Windows Server 2003 End of Life and Active Directory
Why should you be concerned with that now “old” Windows 2003 server in your environment? WOW, it’s tough to imagine that we can actually call Windows 2003 old. It feels as if it just recently took over as the staple of your server OS environment. Similar to the dreaded End of Life (EOL) countdown of XP on the desktops, Microsoft has announced that, as of July 14th 2015, Windows Server 2003 will be EOL. How that directly affects everyone mainly concerns support and development of Microsoft themselves. 2003 will still run in your environment but the next time you get hit, “Hey, what is going on, I need to open a ticket on this” will fall on deaf ears. Even worse, those hotfixes constantly, and sometimes painfully, being pushed out to protect not only that single machine but the entire environment will now be gone. When 2012 was discovered to have major security vulnerabilities in its Remote Desktop Protocol (RDP) a patch was immediately released to solve that issue. These functions will end for 2003 as soon as it reaches the end of its life.
What that really means is it’s time to start the transition to Windows Server 2012, 2012 R2, or even 2016 with rumored release dates for early next year.
Understanding the “need” to upgrade the server environment can sometimes be enough, but really it comes down to the “why”. In this case, the number of “whys” aren’t only on the server side but heavily on the features and functions. These are not only things that impact your MEDITECH servers but maybe your entire environment. Windows Server 2012 has great impact for Active Directory (AD). If you don’t use AD, you have most certainly heard of it. In Windows Server 2012, we have some functionally we’ve been waiting for. There are now virtual machine cloning capabilities, true DHCP failover has been built in, PowerShell cmdlets have grown by over 2000. An upgrade to Windows Server 2012 is the perfect opportunity to upgrade and redeploy AD.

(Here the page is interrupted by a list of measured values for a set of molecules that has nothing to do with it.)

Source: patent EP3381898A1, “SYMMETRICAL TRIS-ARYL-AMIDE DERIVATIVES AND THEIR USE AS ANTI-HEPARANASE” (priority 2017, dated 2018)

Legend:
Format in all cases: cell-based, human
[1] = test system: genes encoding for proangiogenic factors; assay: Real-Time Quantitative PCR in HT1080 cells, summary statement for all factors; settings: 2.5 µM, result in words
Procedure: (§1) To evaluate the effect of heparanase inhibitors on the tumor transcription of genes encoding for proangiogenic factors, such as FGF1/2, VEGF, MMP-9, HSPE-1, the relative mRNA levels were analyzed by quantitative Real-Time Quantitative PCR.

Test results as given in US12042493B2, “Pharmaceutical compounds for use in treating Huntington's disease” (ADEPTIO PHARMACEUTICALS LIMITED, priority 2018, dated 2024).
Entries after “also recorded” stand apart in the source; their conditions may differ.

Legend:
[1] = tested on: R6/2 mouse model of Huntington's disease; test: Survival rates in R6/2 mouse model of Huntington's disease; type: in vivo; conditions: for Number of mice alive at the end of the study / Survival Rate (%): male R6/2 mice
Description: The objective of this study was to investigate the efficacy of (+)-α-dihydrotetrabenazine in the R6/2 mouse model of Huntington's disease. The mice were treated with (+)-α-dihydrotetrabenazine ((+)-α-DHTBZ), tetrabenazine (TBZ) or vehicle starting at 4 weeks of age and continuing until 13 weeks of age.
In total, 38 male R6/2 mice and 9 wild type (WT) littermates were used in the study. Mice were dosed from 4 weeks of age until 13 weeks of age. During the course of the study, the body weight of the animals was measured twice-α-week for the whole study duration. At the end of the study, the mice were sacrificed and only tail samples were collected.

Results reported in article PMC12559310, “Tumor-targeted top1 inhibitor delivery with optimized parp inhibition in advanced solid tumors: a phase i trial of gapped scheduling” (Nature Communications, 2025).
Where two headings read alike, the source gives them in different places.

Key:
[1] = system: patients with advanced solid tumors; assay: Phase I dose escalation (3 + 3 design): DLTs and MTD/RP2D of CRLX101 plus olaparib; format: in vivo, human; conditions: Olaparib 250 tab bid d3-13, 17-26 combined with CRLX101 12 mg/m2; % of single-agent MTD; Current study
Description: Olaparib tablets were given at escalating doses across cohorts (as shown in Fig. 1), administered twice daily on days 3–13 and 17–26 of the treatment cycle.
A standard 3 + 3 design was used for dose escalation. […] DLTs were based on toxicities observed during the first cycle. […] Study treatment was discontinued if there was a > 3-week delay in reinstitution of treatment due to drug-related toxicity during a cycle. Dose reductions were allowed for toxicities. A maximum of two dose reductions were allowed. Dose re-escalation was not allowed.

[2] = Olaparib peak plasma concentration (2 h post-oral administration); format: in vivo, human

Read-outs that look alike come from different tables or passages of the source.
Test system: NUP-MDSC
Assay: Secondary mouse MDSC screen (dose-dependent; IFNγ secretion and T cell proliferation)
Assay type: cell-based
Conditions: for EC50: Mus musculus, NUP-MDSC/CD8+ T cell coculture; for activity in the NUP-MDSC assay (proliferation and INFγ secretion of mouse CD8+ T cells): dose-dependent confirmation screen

The link to the full documentation is below. Trust us, it’s not as boring as it sounds. Only 36 pages or so and it stays at a high enough level to keep everyone from falling asleep!
With just the little bit we’ve touched on, if you are still running Windows 2003 in your environment, or even worse still running your AD on Windows 2003 servers, it really should be a high priority to come up with a plan to move on. Not only are there features that could really improve your infrastructure, but the security holes you could leave open, and the possible down time you could encounter, should most certainly turn some heads.
Recently at a customer site, we encountered an AD environment running on Windows Server 2003 at a functional level of 2000. We were performing an assessment determining their compatibility to transition to OpSus|Live, Infrastructure as a Service. The site was using a single-name domain space as it was a feature of Windows 2000, but we needed to run adprep.exe to allow the addition of a 2008 domain controller. Windows Server 2008 R2 is incompatible with single-name domain spaces. We had to set up new servers, create a new domain, and migrate the old to the new. The net result of running an EOL operating system was additional capital expenditure and significant delay in the transition to hosting.
Of course, this migration could be a large undertaking and there should be a plan tailored to your environment to transition to a newer version of Windows Server. If you have a plan, it’s time to start implementing. If you do not have a plan, it’s time to get one going.
- Leo Maguire and Mike Donahue